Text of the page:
Yvette Cardozo: Cruising with Hawaiian Mantas and More
Inches from my nose, a 12-foot manta ray gracefully slid up my face, arced backward … and came back for a second run.
Again and again, she swooped in, one time brushing my fingers. She was firm and slick. Like a hard-boiled egg.
Somewhere above us, the 2,000 passengers of a nearby full-size passenger ship were no doubt planning their foray to the midnight buffet. We, on the other hand … the 28 of us on our cruise yacht along the coast of Hawaii’s Big Island … were doing something a bit more exciting.
The Safari Explorer is not your grandma’s cruise ship with Vegas shows and food every two hours. Not to say we didn’t dine well or exquisitely. But, we were too busy with the water toys, the hikes, the horseback rides, the visits to lesser-traveled islands. And, also the ancient war canoe. But more of that later.
The manta ray show was beyond amazing. These kite shaped creatures eat tiny sea animals. The sea animals are attracted at night by light. So we were there, just off shore, with dive lights and hope.
“They don’t always come in,” said expedition leader Carl Faivre, as we split into two groups, the snorkelers holding onto a surfboard above and the scuba divers settling on the bottom below. Beams of light crisscrossed the inky water like some crazy rock concert show.
And we were rewarded.
First it was one small ray, barrel rolling backward again and again and again. And then it was the big girl with a 12-foot wingspan, coming in to streak past our faces. One diver even got it on video providing proof for those non-believers.
And this was actually act two of our critter encounter. The previous day, a laid back one of snorkeling, kayaking and paddle boarding, included a spinner dolphin show. These dolphins are small, hardly 6 feet, but blazing fast. There must have been 50 of them in the water just yards from our Zodiacs. They jumped. They spun. They danced. Even folks with phone cameras got shots.
Mid-week, we visited Lanai. While some went horseback riding, others went golfing, and other tried ATVs. One couple went deep sea fishing and two of us went diving in the local caverns.
And then we went to Molokai, surely the cultural highlight of the trip. This is a sweet, laid-back island with only 6,000 people, and not a single traffic light, movie theater, or Starbucks. Molokai has a strong feel for its Hawaiian past.
Island homes sit on stilts with pitched roofs. Fruit trees and chickens crowd front yards. It’s what you think Hawaii should be, but hasn’t been since 1950.
Four adventurous souls hiked the 1,700-foot vertical Kalaupapa Trail down to what was once the infamous leper colony. They toured the churches and learned the history. Six elderly people still live here full time, even though they are free to leave whenever they wish.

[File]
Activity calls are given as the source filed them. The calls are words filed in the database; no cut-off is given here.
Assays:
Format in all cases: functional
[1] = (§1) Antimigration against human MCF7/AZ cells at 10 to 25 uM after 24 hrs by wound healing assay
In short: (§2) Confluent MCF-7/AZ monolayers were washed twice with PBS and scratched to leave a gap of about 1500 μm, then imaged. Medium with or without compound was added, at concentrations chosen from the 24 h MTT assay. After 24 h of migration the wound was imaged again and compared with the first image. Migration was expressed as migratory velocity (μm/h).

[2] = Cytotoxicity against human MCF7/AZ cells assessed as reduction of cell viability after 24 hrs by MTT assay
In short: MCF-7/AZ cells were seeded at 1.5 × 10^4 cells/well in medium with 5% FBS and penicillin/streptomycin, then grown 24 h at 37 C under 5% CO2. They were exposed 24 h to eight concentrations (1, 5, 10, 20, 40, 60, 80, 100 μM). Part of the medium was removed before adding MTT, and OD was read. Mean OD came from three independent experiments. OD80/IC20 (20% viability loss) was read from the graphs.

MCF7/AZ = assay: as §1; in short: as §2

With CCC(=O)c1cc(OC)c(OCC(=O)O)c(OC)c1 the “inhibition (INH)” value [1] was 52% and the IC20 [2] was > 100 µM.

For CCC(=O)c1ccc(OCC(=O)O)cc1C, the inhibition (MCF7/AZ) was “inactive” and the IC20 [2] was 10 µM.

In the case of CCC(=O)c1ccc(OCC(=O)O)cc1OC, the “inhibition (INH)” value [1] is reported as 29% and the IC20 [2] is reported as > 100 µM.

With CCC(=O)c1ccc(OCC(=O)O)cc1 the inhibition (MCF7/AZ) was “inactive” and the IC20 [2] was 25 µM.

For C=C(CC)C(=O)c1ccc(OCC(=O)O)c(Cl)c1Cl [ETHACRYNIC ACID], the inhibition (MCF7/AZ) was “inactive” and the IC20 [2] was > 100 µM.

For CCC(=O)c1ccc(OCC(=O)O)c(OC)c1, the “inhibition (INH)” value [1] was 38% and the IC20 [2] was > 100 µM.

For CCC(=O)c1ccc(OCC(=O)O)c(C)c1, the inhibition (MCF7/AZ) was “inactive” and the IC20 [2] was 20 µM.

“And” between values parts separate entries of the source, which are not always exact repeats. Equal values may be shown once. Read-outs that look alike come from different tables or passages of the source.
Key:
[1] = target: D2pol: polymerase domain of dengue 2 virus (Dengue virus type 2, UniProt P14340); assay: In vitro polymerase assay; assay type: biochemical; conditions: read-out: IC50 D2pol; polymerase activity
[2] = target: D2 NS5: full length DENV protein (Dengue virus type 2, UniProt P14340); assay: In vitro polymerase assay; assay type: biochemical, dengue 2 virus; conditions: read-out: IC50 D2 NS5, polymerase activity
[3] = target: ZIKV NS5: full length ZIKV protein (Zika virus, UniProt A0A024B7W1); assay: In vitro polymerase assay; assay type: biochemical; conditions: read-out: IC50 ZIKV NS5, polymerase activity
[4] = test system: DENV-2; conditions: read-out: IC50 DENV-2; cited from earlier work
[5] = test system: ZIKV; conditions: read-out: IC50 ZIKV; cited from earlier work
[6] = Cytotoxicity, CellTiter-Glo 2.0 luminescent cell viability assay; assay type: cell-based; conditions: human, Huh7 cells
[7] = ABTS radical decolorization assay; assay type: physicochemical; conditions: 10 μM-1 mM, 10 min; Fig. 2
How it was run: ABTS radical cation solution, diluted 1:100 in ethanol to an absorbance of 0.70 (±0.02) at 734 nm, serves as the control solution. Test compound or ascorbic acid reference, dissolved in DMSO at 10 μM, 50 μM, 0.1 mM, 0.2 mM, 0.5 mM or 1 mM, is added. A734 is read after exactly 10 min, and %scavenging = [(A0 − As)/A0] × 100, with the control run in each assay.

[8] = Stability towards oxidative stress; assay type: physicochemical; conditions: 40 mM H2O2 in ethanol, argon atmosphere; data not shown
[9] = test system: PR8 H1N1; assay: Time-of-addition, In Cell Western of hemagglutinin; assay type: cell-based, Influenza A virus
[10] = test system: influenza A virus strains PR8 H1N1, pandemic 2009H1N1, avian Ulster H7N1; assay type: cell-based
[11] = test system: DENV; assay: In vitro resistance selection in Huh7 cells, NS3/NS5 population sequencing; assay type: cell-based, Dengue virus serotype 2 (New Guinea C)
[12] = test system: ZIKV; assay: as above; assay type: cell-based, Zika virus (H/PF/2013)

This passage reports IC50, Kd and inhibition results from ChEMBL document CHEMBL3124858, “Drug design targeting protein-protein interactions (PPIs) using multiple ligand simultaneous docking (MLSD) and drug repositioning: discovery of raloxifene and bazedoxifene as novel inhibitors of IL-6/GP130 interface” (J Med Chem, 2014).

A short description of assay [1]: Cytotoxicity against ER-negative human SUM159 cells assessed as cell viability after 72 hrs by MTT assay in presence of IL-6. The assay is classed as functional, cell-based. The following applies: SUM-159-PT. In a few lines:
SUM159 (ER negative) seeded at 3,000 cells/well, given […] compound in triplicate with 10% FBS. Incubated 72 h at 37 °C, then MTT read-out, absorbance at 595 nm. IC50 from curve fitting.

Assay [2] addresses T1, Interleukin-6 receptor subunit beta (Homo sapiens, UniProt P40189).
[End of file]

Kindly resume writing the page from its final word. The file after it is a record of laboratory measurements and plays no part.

The rest of us visited a plumeria farm. Hey, stringing flowers to create leis is NOT easy. Then, we hit a macadamia nut farm, got to try our hand at crushing the nuts, and bought way too much mac flower honey. Oh yes, and we also had killer coffee in town. Better than Kona coffee, even.
But the best of our time on Molokai involved Hawaiian culture. One night it was a pa’ina, a dinner of local historic food that included poi, lomi salmon, ahi poke, steamed pork and yes, squid at least half a dozen ways.
Another day, we spent in Halawa Valley with Lawrence Aki and his student Kawika Foster. Lawrence, 75 percent Hawaiian and surely looking like he stepped out of the pages of history, is the 50th generation of his family to own land in the valley.
“What we have to offer is special and is being lost elsewhere. We want to share our culture,” Lawrence told us one morning aboard our ship while, amazingly, a rainbow appeared overhead.
The next day we went to his home in Halawa Valley on the far east end of the island. It is a lush bowl carved into the folded hills with waterfalls at the back. Taro ponds sit next to a simple shack and the dozen tents of a group there for a cultural retreat.
Kawika explained how his people had learned to listen to the land—how before cutting a tree or fishing or even building a hut, they would ask the land for permission. Sometimes, he added, the answer was no.
“Close your mouth, open your ears and watch nature around you,” he told us. “If you stub your toe trying to move a rock, the answer is no. You go elsewhere.”
We walked the woods learning about plants, watched Kawika shred ti leaves to make a grass lei. One of our women tried her hand at harvesting taro. Hint: It’s hard and dirty. Taro grows in foot deep muck.
On our last day, we got to ride that war canoe. It’s a scaled down version of the massive ancient canoes built by Hawaiian kings. No metal, only twine holds things together (in the past, it was coconut husk fibers). Ours could hold 14 people in two canoes with a deck in between.
The crew let out the sail and we flew, heeling at a precarious angle while water drenched us all. It’s hard to imagine crossing between island chains this way.
“Looks like koa wood,” I said to Captain Timmy Gillom.
“It is,” said Timmy.
I knew the boat was hardly 40-years-old and koa wood has been vanishingly scarce for decades.
“How did you ever get that much koa?” I asked.
“When the canoe calls,” Timmy said with an absolutely straight face, “There is an answer.”
If You Go
The 145-foot, 36-passenger Safari Explorer is more a yacht than a cruise ship. This is luxury cruising, with 15 crew members, a complimentary open bar, gourmet food, and a well-stocked supply of water toys which can be launched from the back deck. The ship is small enough for the schedule to be flexible, whether it’s stopping to watch spinner dolphins or changing its anchorage for calmest waters.